The text is by Nev Pierce. And the photography by Erik Messerschmidt, Miles Crist, Gisele Schmidt-Oldman, Gary Oldman, Ceán Chaffin, and Nikolai Loveikis.

Images by Courtney Howard

Assouline has published other impressive books about Netflix productions: Roma, The Irishman, Marriage Story, and Ma Rainey’s Black Bottom.

Let’s hope “Mank” will also be commercially available soon.

The Mank Production Images by Miles Crist

Miles Crist (Instagram)

“Excited to share these images which I have been working on for the past year in support of Mank. Thank you to David Fincher and Ceán Chaffin for the opportunity to witness and photograph the production of this incredibly unique film. Scorsese said that the most personal is the most creative, and as such, Mank is Fincher’s best film yet.” [1]

“I shot everything digitally, 95% of it on a Leica Q2. I spent a lot of time making everything look like 4×5 – scanning vintage negatives to place around the images, decreasing depth of field/softening the photos by adding Gaussian blur in Photoshop, adding shadow and highlight halation, dodging and burning every image to get the best tonality out of the files while emulating panchromatic film, adding vignetting, and the right amount of grain. I could never have achieved these shots using 4×5, and it was David Fincher’s idea to do this all digitally, and in the process make something that looks even better than film.”

“The reason I chose the Q2 was for its high resolution, as well as its ability to achieve shallow depth of field on a wide angle lens, which I then augmented even further in post.”

“I didn’t push the ISO very often, shooting at f1.7 helped. I don’t like to go above base (50) on the Q2. For Mindhunter I used the Q, as the Q2 wasn’t out yet.” [2]

thewhitewinecameupwiththefish.com

Mank: “The White Wine Came Up with the Fish”

The Brothers Mankiewicz: Hope, Heartbreak, and Hollywood Classics“. By Sydney Ladensohn Stern:

One of his most-repeated wisecracks originated at a dinner party hosted by Arthur Hornblow Jr., a cultured and talented producer so sophisticated that he and Myrna Loy celebrated their divorce with a party at the Mocambo nightclub. The elegant Hornblow was known for lavishing care on his food and wine, but on that occasion, Herman drank so much that he had to bolt from the table to vomit. “Don’t worry, Arthur,” he airily told his host afterward. “The white wine came up with the fish.”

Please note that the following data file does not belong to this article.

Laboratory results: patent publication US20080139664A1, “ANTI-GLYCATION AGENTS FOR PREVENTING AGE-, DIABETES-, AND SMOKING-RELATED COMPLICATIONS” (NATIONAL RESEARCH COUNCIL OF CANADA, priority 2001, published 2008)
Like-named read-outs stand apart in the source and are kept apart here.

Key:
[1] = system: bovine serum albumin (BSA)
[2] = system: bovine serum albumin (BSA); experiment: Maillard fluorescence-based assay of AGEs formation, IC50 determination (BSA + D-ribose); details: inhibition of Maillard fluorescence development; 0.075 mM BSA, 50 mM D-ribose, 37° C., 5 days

thewhitewinecameupwiththefish.com

Images by Miles Crist
Additional images by Gisele Schmidt & Gary Oldman, Nikolai Loveikis

𝙸𝚗 𝚜𝚎𝚕𝚎𝚌𝚝 𝚝𝚑𝚎𝚊𝚝𝚎𝚛𝚜 𝙽𝚘𝚟𝚎𝚖𝚋𝚎𝚛 𝚊𝚗𝚍 𝚘𝚗 Netflix 𝙳𝚎𝚌𝚎𝚖𝚋𝚎𝚛 𝟺

Mank: In Front of and Behind the Scenes

Netflix

Herman ‘Mank’ Mankiewicz (Gary Oldman) drunkenly harangues the dinner guests at Hearst Castle

Directed by: David Fincher
Produced by: Ceán Chaffin, Eric Roth, and Douglas Urbanski
Written by: Jack Fincher
Score by: Trent Reznor & Atticus Ross
Costumes by: Trish Summerville
Edited by: Kirk Baxter, ACE
Production Design by: Donald Graham Burt
Photography by: Erik Messerschmidt, ASC
Co-Produced by: Peter Mavromates & William Doyle

Marion Davies (Amanda Seyfried) sits in growing horror as her dinner party is disturbed by Mank

Cast:
Gary Oldman as Herman J. Mankiewicz
Amanda Seyfried as Marion Davies
Lily Collins as Rita Alexander
Arliss Howard as Louis B. Mayer
Tom Pelphrey as Joe Mankiewicz
Sam Troughton as John Houseman
Ferdinand Kingsley as Irving Thalberg
Tuppence Middleton as Sara Mankiewicz
Tom Burke as Orson Welles
Joseph Cross as Charles Lederer
Jamie McShane as Shelly Metcalf
Toby Leonard Moore as David O. Selznick
Monika Gossmann as Fraulein Freda
and Charles Dance as William Randolph Hearst

William Randolph Hearst (Charles Dance) beside MGM’s Louis B. Mayer (Arliss Howard)

Gary Oldman as Herman Mankiewicz (Gisele Schmidt/NETFLIX)

Gary Oldman (as Herman Mankiewicz), Sean Persaud (as Mank’s colleague Tommy), and Gaffer Danny Gonzalez, before a LED backdrop of the desert (Gisele Schmidt/NETFLIX)

Gary Oldman (as Herman Mankiewicz) shot with the RED Monstro 8K Monochrome by Camera Operator Brian Osmond (Nikolai Loveikis/NETFLIX)

𝙸𝚗 𝚜𝚎𝚕𝚎𝚌𝚝 𝚝𝚑𝚎𝚊𝚝𝚎𝚛𝚜 𝙽𝚘𝚟𝚎𝚖𝚋𝚎𝚛 𝚊𝚗𝚍 𝚘𝚗 Netflix 𝙳𝚎𝚌𝚎𝚖𝚋𝚎𝚛 𝟺

Mank: Official Teaser

Netflix

1930s Hollywood is reevaluated through the eyes of scathing wit and alcoholic screenwriter Herman J. Mankiewicz as he races to finish Citizen Kane.

Starring: Gary Oldman, Amanda Seyfried, Charles Dance

Cast: Lily Collins, Arliss Howard, Tom Pelphrey, Sam Troughton, Ferdinand Kingsley, Tuppence Middleton, Tom Burke, Joseph Cross, Jamie McShane, Toby Leonard Moore, Monika Gossmann

2h 11m

Click to enjoy the images in glorious 5K, full quality, and full screen view:

𝚆𝙴𝙻𝙻𝙴𝚂
(𝚎𝚡𝚝𝚎𝚗𝚍𝚒𝚗𝚐 𝚑𝚊𝚗𝚍)
𝙼𝚊𝚗𝚔? 𝙸𝚝’𝚜 𝙾𝚛𝚜𝚘𝚗 𝚆𝚎𝚕𝚕𝚎𝚜.⠀
⠀⠀⠀⠀
𝙼𝙰𝙽𝙺
(𝚎𝚝𝚑𝚎𝚛𝚒𝚣𝚎𝚍)
𝙾𝚏 𝚌𝚘𝚞𝚛𝚜𝚎 𝚒𝚝 𝚒𝚜.

Orson Welles played by Tom Burke

𝙸𝚗 𝚜𝚎𝚕𝚎𝚌𝚝 𝚝𝚑𝚎𝚊𝚝𝚎𝚛𝚜 𝙽𝚘𝚟𝚎𝚖𝚋𝚎𝚛 𝚊𝚗𝚍 𝚘𝚗 Netflix 𝙳𝚎𝚌𝚎𝚖𝚋𝚎𝚛 𝟺